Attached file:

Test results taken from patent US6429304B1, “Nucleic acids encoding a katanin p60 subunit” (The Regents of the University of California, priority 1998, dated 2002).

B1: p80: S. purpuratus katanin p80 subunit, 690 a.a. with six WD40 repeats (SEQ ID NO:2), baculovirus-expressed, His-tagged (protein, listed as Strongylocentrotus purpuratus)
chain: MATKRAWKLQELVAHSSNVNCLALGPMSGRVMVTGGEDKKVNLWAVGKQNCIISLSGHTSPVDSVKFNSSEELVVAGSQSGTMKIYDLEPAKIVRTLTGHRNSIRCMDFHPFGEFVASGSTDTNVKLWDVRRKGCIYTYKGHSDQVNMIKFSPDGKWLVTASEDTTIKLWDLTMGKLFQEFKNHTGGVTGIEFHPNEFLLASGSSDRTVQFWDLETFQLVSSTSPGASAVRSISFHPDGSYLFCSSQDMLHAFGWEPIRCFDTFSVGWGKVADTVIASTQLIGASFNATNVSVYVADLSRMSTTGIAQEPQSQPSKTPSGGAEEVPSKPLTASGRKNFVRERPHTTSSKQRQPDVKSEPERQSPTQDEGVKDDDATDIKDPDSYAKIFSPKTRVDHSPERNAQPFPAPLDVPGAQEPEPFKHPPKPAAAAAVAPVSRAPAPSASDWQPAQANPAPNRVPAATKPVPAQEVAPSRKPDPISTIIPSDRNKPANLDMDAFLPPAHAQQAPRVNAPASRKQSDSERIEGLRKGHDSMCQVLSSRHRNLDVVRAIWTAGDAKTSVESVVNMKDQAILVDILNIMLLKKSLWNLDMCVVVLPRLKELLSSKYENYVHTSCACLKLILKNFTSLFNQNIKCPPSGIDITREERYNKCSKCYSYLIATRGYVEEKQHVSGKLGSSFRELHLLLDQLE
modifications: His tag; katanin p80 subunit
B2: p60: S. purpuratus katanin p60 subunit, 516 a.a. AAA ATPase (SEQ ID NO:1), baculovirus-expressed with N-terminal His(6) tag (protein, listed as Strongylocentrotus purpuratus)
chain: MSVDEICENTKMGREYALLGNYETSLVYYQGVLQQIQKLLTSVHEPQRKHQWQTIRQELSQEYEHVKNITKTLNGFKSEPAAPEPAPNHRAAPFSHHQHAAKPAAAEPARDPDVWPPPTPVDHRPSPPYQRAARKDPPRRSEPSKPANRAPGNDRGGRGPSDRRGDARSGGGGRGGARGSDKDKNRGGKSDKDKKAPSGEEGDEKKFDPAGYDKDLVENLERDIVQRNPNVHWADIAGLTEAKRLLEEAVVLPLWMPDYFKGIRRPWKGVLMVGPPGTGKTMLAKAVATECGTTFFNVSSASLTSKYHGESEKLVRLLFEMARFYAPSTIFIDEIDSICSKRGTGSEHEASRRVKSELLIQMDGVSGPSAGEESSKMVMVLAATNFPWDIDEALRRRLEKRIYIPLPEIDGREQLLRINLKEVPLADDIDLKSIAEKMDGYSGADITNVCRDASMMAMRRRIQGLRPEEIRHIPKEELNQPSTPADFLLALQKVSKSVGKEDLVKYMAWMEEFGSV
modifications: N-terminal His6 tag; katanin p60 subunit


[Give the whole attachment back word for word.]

Test results taken from patent US6429304B1, “Nucleic acids encoding a katanin p60 subunit” (The Regents of the University of California, priority 1998, dated 2002).

B1: p80: S. purpuratus katanin p80 subunit, 690 a.a. with six WD40 repeats (SEQ ID NO:2), baculovirus-expressed, His-tagged (protein, listed as Strongylocentrotus purpuratus)
chain: MATKRAWKLQELVAHSSNVNCLALGPMSGRVMVTGGEDKKVNLWAVGKQNCIISLSGHTSPVDSVKFNSSEELVVAGSQSGTMKIYDLEPAKIVRTLTGHRNSIRCMDFHPFGEFVASGSTDTNVKLWDVRRKGCIYTYKGHSDQVNMIKFSPDGKWLVTASEDTTIKLWDLTMGKLFQEFKNHTGGVTGIEFHPNEFLLASGSSDRTVQFWDLETFQLVSSTSPGASAVRSISFHPDGSYLFCSSQDMLHAFGWEPIRCFDTFSVGWGKVADTVIASTQLIGASFNATNVSVYVADLSRMSTTGIAQEPQSQPSKTPSGGAEEVPSKPLTASGRKNFVRERPHTTSSKQRQPDVKSEPERQSPTQDEGVKDDDATDIKDPDSYAKIFSPKTRVDHSPERNAQPFPAPLDVPGAQEPEPFKHPPKPAAAAAVAPVSRAPAPSASDWQPAQANPAPNRVPAATKPVPAQEVAPSRKPDPISTIIPSDRNKPANLDMDAFLPPAHAQQAPRVNAPASRKQSDSERIEGLRKGHDSMCQVLSSRHRNLDVVRAIWTAGDAKTSVESVVNMKDQAILVDILNIMLLKKSLWNLDMCVVVLPRLKELLSSKYENYVHTSCACLKLILKNFTSLFNQNIKCPPSGIDITREERYNKCSKCYSYLIATRGYVEEKQHVSGKLGSSFRELHLLLDQLE
modifications: His tag; katanin p80 subunit
B2: p60: S. purpuratus katanin p60 subunit, 516 a.a. AAA ATPase (SEQ ID NO:1), baculovirus-expressed with N-terminal His(6) tag (protein, listed as Strongylocentrotus purpuratus)
chain: MSVDEICENTKMGREYALLGNYETSLVYYQGVLQQIQKLLTSVHEPQRKHQWQTIRQELSQEYEHVKNITKTLNGFKSEPAAPEPAPNHRAAPFSHHQHAAKPAAAEPARDPDVWPPPTPVDHRPSPPYQRAARKDPPRRSEPSKPANRAPGNDRGGRGPSDRRGDARSGGGGRGGARGSDKDKNRGGKSDKDKKAPSGEEGDEKKFDPAGYDKDLVENLERDIVQRNPNVHWADIAGLTEAKRLLEEAVVLPLWMPDYFKGIRRPWKGVLMVGPPGTGKTMLAKAVATECGTTFFNVSSASLTSKYHGESEKLVRLLFEMARFYAPSTIFIDEIDSICSKRGTGSEHEASRRVKSELLIQMDGVSGPSAGEESSKMVMVLAATNFPWDIDEALRRRLEKRIYIPLPEIDGREQLLRINLKEVPLADDIDLKSIAEKMDGYSGADITNVCRDASMMAMRRRIQGLRPEEIRHIPKEELNQPSTPADFLLALQKVSKSVGKEDLVKYMAWMEEFGSV
modifications: N-terminal His6 tag; katanin p60 subunit